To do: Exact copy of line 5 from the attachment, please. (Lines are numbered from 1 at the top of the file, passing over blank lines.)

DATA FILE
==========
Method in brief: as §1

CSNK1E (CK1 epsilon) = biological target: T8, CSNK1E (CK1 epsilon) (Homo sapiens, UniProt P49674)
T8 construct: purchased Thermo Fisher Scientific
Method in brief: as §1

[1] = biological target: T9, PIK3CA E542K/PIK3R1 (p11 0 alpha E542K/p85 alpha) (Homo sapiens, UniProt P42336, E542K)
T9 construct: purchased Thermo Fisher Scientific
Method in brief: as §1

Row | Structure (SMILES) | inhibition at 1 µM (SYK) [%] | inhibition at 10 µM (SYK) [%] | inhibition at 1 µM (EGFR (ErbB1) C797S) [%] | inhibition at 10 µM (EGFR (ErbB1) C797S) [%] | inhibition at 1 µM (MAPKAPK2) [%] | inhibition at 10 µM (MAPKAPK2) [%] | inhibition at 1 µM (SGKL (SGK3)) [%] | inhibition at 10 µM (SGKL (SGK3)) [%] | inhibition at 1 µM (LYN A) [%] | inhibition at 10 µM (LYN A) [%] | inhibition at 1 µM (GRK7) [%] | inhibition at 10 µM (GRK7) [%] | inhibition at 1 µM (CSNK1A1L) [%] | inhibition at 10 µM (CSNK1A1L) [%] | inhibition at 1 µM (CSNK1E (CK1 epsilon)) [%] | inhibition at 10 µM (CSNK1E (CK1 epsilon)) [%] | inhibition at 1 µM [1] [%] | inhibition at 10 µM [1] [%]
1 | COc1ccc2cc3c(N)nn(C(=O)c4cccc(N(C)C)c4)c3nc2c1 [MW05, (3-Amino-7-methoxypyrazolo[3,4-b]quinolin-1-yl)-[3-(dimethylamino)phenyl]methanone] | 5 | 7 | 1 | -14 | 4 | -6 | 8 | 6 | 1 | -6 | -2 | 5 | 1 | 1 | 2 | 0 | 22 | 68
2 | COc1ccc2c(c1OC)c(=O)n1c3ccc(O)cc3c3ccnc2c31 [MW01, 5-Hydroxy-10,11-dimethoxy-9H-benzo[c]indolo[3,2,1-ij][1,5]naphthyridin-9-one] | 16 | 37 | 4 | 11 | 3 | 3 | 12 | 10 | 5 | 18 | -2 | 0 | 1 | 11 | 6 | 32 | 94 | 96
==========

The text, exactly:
[1] = biological target: T9, PIK3CA E542K/PIK3R1 (p11 0 alpha E542K/p85 alpha) (Homo sapiens, UniProt P42336, E542K)